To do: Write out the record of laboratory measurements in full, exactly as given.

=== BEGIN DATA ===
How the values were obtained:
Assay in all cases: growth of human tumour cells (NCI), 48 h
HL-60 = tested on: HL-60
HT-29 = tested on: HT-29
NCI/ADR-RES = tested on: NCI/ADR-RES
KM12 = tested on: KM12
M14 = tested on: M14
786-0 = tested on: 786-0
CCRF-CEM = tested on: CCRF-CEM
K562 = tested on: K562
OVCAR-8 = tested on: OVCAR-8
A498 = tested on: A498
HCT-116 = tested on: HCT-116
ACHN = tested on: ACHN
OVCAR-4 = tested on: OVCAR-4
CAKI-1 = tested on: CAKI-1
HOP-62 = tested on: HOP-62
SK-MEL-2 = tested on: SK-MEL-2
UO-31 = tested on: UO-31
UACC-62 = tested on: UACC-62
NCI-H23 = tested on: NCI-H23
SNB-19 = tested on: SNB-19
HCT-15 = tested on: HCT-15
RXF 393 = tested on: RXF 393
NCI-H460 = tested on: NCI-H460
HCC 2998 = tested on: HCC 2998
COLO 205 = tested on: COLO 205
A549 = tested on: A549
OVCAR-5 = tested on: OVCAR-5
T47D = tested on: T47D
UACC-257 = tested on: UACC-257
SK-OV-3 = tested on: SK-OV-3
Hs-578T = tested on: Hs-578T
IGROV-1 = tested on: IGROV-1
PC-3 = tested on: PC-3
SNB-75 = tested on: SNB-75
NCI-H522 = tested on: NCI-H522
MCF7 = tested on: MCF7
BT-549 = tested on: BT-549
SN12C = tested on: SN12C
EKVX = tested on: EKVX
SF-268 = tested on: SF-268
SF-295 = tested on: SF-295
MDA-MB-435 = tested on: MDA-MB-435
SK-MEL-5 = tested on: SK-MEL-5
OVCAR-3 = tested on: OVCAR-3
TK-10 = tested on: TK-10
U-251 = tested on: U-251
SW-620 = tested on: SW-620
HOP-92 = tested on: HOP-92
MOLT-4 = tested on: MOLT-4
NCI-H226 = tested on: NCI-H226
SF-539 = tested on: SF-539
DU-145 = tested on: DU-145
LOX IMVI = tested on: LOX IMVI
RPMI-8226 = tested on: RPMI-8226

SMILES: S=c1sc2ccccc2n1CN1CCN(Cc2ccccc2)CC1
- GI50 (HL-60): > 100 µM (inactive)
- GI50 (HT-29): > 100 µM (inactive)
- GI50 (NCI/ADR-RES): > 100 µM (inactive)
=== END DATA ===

How the values were obtained:
Assay in all cases: growth of human tumour cells (NCI), 48 h
HL-60 = tested on: HL-60
HT-29 = tested on: HT-29
NCI/ADR-RES = tested on: NCI/ADR-RES
KM12 = tested on: KM12
M14 = tested on: M14
786-0 = tested on: 786-0
CCRF-CEM = tested on: CCRF-CEM
K562 = tested on: K562
OVCAR-8 = tested on: OVCAR-8
A498 = tested on: A498
HCT-116 = tested on: HCT-116
ACHN = tested on: ACHN
OVCAR-4 = tested on: OVCAR-4
CAKI-1 = tested on: CAKI-1
HOP-62 = tested on: HOP-62
SK-MEL-2 = tested on: SK-MEL-2
UO-31 = tested on: UO-31
UACC-62 = tested on: UACC-62
NCI-H23 = tested on: NCI-H23
SNB-19 = tested on: SNB-19
HCT-15 = tested on: HCT-15
RXF 393 = tested on: RXF 393
NCI-H460 = tested on: NCI-H460
HCC 2998 = tested on: HCC 2998
COLO 205 = tested on: COLO 205
A549 = tested on: A549
OVCAR-5 = tested on: OVCAR-5
T47D = tested on: T47D
UACC-257 = tested on: UACC-257
SK-OV-3 = tested on: SK-OV-3
Hs-578T = tested on: Hs-578T
IGROV-1 = tested on: IGROV-1
PC-3 = tested on: PC-3
SNB-75 = tested on: SNB-75
NCI-H522 = tested on: NCI-H522
MCF7 = tested on: MCF7
BT-549 = tested on: BT-549
SN12C = tested on: SN12C
EKVX = tested on: EKVX
SF-268 = tested on: SF-268
SF-295 = tested on: SF-295
MDA-MB-435 = tested on: MDA-MB-435
SK-MEL-5 = tested on: SK-MEL-5
OVCAR-3 = tested on: OVCAR-3
TK-10 = tested on: TK-10
U-251 = tested on: U-251
SW-620 = tested on: SW-620
HOP-92 = tested on: HOP-92
MOLT-4 = tested on: MOLT-4
NCI-H226 = tested on: NCI-H226
SF-539 = tested on: SF-539
DU-145 = tested on: DU-145
LOX IMVI = tested on: LOX IMVI
RPMI-8226 = tested on: RPMI-8226

SMILES: S=c1sc2ccccc2n1CN1CCN(Cc2ccccc2)CC1
- GI50 (HL-60): > 100 µM (inactive)
- GI50 (HT-29): > 100 µM (inactive)
- GI50 (NCI/ADR-RES): > 100 µM (inactive)